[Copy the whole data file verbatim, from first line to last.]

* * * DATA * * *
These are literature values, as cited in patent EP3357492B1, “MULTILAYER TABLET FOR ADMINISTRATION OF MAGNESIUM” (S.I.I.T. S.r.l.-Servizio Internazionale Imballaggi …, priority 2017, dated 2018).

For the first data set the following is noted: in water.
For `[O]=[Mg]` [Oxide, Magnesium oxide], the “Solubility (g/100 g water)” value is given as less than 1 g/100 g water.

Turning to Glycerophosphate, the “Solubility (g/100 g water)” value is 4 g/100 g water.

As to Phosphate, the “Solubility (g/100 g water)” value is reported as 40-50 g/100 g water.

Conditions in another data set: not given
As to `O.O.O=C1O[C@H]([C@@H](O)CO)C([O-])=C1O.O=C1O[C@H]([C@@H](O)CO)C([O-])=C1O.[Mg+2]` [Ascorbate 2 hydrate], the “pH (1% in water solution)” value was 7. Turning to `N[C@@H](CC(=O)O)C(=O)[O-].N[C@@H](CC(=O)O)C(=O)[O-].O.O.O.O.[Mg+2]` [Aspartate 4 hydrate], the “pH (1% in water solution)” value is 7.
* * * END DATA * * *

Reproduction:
These are literature values, as cited in patent EP3357492B1, “MULTILAYER TABLET FOR ADMINISTRATION OF MAGNESIUM” (S.I.I.T. S.r.l.-Servizio Internazionale Imballaggi …, priority 2017, dated 2018).

For the first data set the following is noted: in water.
For `[O]=[Mg]` [Oxide, Magnesium oxide], the “Solubility (g/100 g water)” value is given as less than 1 g/100 g water.

Turning to Glycerophosphate, the “Solubility (g/100 g water)” value is 4 g/100 g water.

As to Phosphate, the “Solubility (g/100 g water)” value is reported as 40-50 g/100 g water.

Conditions in another data set: not given
As to `O.O.O=C1O[C@H]([C@@H](O)CO)C([O-])=C1O.O=C1O[C@H]([C@@H](O)CO)C([O-])=C1O.[Mg+2]` [Ascorbate 2 hydrate], the “pH (1% in water solution)” value was 7. Turning to `N[C@@H](CC(=O)O)C(=O)[O-].N[C@@H](CC(=O)O)C(=O)[O-].O.O.O.O.[Mg+2]` [Aspartate 4 hydrate], the “pH (1% in water solution)” value is 7.